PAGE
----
My Encounter with a “Retired” Priest
By Apolinario Villalobos
First of all, I am not in favor of using the secular term “retired” to the priests who are advancing in age and who need to rest due to ailment. The ailing and aging priests are handicapped but they should not be considered as retired. The word is most inappropriate for them because of their spiritual vow which is supposed to be for their lifetime. The priests should not be treated like ordinary employees who retire at age 60 or 65.
I met a religious guy in Divisoria while I was taking my lunch in a sidewalk carinderia. He was neatly garbed in a black polo shirt and denim, but his age showed on his furrowed face. He was stuttering which as I learned later was due to a mild heart attack. I came to know about his real identity when he was addressed by the owner of the carinderia as “Father”. I got curious, so I broke the ice by admiring his bracelet made of cat’s eye beads. I was also glad that he accepted the coffee that I offered.
Like me, I found out that he has friends, too, living in Baseco compound. That noon, I found out that he walked all the way from the said place to Divisoria which for a guy his age, could be taxing. In all honesty, he admitted that he was a “retired” priest. He stopped saying Mass because of his stutter. In my ignorance, I asked him if “retired” priests with handicap like him are not allowed to co-celebrate a Mass, by just sitting on the side of the altar but still garbed in appropriate garment for the Mass. He said, he was not offered such invitation, yet. I asked such question because I witnessed Masses, especially, those intended for well-known personalities, with plenty of co-celebrators who just stand behind the celebrating priest. So, I thought, why is it not possible for a handicapped one to just sit on the side? All he told me was, it’s difficult to be retired, especially, if it is against one’s will.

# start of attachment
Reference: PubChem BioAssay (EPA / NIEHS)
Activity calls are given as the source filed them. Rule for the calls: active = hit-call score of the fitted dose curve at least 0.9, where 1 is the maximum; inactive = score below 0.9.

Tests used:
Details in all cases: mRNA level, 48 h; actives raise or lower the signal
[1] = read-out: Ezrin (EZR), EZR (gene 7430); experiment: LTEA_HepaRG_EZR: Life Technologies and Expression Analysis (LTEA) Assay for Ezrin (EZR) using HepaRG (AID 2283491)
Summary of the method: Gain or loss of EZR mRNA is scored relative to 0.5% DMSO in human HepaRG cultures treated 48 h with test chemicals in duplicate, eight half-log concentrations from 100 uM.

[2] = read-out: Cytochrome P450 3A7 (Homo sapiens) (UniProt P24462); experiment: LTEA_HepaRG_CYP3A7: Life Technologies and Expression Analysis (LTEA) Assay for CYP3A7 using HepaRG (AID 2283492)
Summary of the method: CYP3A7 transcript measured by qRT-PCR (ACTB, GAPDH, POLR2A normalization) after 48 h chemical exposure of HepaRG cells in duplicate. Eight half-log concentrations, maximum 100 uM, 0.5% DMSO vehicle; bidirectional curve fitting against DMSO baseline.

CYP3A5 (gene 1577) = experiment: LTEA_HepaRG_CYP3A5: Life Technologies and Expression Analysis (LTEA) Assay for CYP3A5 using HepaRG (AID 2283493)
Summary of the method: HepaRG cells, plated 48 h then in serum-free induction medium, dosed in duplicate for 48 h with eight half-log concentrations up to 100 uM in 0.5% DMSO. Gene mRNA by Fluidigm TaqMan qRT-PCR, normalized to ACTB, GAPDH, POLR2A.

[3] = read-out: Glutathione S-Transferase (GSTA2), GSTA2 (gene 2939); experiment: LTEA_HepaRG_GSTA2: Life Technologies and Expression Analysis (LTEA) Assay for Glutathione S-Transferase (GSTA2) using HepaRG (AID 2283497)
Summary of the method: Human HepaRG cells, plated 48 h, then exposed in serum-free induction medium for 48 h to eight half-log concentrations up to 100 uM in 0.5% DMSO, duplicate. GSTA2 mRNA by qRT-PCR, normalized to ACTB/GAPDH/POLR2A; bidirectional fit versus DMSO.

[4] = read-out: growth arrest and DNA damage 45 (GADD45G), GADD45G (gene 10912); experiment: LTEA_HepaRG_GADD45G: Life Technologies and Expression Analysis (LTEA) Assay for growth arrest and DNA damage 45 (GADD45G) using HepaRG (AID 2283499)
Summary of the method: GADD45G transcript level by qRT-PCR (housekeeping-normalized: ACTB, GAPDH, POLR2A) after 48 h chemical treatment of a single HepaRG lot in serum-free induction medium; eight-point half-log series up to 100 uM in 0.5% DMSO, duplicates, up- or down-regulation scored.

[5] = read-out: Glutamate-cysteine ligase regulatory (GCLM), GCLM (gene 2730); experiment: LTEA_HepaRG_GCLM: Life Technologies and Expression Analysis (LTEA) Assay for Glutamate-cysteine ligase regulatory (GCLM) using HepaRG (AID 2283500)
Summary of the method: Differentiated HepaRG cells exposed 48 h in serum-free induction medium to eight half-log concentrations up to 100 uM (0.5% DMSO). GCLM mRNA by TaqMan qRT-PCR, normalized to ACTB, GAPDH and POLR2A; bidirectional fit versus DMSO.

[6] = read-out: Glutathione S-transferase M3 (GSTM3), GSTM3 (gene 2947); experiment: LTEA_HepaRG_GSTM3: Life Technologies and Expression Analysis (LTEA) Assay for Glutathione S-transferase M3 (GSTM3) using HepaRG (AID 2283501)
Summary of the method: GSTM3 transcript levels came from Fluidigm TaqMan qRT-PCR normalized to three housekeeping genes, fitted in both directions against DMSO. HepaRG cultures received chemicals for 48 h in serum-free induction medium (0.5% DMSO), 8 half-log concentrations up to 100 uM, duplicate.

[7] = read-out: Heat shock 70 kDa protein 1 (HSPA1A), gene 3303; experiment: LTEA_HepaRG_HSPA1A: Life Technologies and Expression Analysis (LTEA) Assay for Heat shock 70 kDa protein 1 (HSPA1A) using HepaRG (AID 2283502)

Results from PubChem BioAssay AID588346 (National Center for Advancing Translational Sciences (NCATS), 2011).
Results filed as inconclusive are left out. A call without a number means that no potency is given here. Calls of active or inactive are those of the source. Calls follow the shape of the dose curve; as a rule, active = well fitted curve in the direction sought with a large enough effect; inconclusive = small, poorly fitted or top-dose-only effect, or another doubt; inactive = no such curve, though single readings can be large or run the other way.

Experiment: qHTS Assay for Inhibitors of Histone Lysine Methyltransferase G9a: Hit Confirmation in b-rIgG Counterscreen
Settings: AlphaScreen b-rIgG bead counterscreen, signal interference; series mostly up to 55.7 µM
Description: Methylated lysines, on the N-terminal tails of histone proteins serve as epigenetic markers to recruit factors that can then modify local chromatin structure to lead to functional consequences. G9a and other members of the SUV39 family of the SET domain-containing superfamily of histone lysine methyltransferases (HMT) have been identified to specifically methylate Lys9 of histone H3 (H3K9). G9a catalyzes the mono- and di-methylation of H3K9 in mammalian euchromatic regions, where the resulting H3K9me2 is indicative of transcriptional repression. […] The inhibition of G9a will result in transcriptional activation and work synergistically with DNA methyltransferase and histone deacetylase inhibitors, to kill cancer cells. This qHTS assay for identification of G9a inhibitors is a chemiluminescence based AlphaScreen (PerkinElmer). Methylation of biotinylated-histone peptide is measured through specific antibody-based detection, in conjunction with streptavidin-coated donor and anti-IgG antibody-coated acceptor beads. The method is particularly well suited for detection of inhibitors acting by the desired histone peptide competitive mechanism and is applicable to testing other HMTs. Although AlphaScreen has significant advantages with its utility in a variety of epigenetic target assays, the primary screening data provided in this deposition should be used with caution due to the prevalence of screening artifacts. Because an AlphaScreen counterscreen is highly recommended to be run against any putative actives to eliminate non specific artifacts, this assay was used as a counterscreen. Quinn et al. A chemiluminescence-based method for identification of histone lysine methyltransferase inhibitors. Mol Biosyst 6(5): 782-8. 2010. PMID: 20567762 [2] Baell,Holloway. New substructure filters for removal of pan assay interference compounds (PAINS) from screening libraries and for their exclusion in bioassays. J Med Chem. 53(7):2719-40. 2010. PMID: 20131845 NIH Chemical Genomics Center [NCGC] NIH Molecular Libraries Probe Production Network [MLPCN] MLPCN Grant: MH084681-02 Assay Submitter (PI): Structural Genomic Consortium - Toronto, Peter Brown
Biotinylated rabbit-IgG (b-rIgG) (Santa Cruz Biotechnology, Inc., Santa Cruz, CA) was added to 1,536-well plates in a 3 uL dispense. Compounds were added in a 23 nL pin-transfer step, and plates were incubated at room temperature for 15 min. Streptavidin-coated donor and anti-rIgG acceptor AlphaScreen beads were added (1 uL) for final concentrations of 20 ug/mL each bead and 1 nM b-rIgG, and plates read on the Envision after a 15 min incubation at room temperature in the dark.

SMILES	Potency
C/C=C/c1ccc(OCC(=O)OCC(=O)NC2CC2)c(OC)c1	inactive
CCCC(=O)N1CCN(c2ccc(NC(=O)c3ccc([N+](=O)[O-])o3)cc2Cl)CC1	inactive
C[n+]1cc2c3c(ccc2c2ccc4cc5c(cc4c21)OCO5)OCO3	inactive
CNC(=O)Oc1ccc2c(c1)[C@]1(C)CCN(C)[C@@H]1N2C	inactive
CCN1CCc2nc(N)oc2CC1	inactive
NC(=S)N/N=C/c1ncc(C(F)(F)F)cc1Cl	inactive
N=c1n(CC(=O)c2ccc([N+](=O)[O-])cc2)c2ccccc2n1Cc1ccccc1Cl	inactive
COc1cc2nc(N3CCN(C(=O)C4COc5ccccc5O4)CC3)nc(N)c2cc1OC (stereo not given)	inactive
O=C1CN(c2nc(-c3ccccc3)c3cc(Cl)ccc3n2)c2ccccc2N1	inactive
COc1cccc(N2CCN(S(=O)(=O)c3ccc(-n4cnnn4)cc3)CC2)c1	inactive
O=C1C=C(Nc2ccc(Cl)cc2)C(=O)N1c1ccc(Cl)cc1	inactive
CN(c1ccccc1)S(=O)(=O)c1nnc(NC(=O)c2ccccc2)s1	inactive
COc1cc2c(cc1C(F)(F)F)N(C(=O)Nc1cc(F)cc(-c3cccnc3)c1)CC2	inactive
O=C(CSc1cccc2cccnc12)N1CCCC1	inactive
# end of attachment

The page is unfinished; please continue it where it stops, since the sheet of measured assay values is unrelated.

My new-found friend is now living with his nephew who assists him in his continuing advocacy of reaching out to the children of financially-handicapped families. Some weekends, his nephew would be with him to distribute goodies that he would collect for weeks. When I asked him for future plans, he replied that for as long as his two feet can still carry him to wherever he wanted to be, he will never get tired of reaching out to his “children”.
Advocacies similar to what the priest practices are not difficult to develop in the heart of any person who is willing to share. All one needs is a resolute compassion. It can be done and the priest has proved it.